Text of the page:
The 200+ acre farm that would become Evergreen Ranch was acquired from Nettie Kidder in 1957.
For decades beginning in the late 1800's, nearly every farm in Buffalo township like this farm had a small herd of dairy
cattle and the family that operated it was making a living growing hay, oats, and corn, milking a few cows and hauling milk
to the cheese factory where it was turned into cheese and butter. By the mid 50's most families decided on a better way of
life. The economic boom after WWII demonstrated to farmers that there was serious money to be made and better way of life
in the city, especially when compared to farming where the natural soil lacked basic productivity. Some farmers remained
part-time farmers, working in the city by day and farming by evening and weekends. Some sold off their cattle and continued
to grow hay and corn which they sold to the bigger farmers.
The hay and corn fields on the Kidder Farm had been planted to rye in the fall of 1956 as a cover crop to prevent erosion
by wind and water. The rather sandy soil was capable of producing a good cover crop of rye, but didn't do as well with hay,
oats and corn unless Mother Nature delivered rain at all the right times and chemical fertilizer was applied in heavy doses
at planting time. Jack had driven by the Kidder Farm hundreds and thousands of time since the Whirry Home Farm was just a
mile south. He had often thought the Kidder Farm would grow trees better than it would small grains. As Vocational
Agriculture teacher at Montello High School he had already found very inexpensive land for evergreen tree production,
which he bought on behalf
of the school. There was the 40 acre Montello School Forest south of Buffalo Lake, which he purchased for the school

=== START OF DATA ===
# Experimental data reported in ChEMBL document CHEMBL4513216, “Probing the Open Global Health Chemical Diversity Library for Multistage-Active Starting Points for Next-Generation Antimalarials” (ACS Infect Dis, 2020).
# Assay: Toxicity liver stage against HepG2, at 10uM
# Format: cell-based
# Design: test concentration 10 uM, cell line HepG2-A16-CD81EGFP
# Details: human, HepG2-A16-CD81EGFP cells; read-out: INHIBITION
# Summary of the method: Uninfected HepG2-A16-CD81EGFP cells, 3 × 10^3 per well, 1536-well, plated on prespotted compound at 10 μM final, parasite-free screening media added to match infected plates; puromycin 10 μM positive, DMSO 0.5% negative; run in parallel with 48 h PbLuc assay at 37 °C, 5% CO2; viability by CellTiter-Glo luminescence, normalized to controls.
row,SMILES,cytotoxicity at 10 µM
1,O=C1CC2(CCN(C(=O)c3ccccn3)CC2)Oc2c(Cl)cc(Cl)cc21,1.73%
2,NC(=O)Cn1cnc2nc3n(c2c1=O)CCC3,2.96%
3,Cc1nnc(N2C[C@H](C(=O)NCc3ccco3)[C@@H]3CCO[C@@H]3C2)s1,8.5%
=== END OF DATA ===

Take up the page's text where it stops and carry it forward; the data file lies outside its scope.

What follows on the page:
for $10 per acre. And there was a much larger plot of land north of Montello just west of Highway B called the Hungry
Hills School Forest, 80 acres purchased for
$4 per acre at a sheriff's sale. Both school forests had been planted to evergreens, primarily
Red Pine and White Pine. The farms were invaluable outdoor forestry labs for Montello High School agriculture students
and in time with Christmas tree sales and pulp wood sales would produce revenue for the Montello FFA, which managed
the forests as guided and directed by Jack Whirry.
Driving by the Kidder Farm one day in early 1957, Jack decided to call Mrs. Kidder to see if
she would sell it. It hadn't been seriously farmed in quite a few years. An old hired man had lived on the farm in the
early 50's, keeping an eye on things. One night the beautiful old farm house caught fire and burned to the ground.
The story was that the hired hand smoked in bed. That was his last cigarette.
A call to Mrs. Kidder produced "Yes, I'd consider selling it to you". A few months later
"the ole Kidder place", as it was known to Buffalo Township neighbors, was sold to Jack Whirry and his partner in the deal
Christmas tree grower Bill Skaife. In a few years Jack and Mickey would own 100% of the farm.
In 1957 the first tree planting was done on what had been corn, hay, and oats fields.
The fields along the south line had fairly heavy soil and it was thought to be the right acreage for planting White Spruce.
Skaife's old single row planter was early tree planting technology and the plan was to use Jack's dad's tractor to pull it.
But it was extremely heavy and Jim Whirry's Allis-Chalmers WD wasn't powerful enough to pull it. Jack approached farmer and
friend Carl Hartwig and rented what was the biggest tractor in all of Buffalo in 57. The Farmall Super M pulled that planter
with the greatest of ease as 50,000 White Spruce were put into the ground. The weather was less than cooperative and only 20%
of the seedings survived. So the next year the entire area was replanted with another 50,000 White Spruce. This time Jack
rented a Ford tractor with a three point hitch from his uncle Arnold Whirry. A single row planter behind a 53 Ford was perfect
since the hydraulic system allowed the planter to be raised and lowered easily for passing over the few White Spruce that made it
through the first year.
The really serious planting got underway in 58 and continued through 60. Bill Skaife arranged for the use
of a John Deere caterpillar with a double planter behind it. Jack and Bill rode the planters the first weekend as they began
planting 100,000 Norway Pine and White Pine. The second weekend, Jack's cousin Bill Whirry joined the planting team and took
Skaife's place on the planter. It was family affair. Jack's dad Jim Whirry was in charge of straight rows. He'd stand at midpoint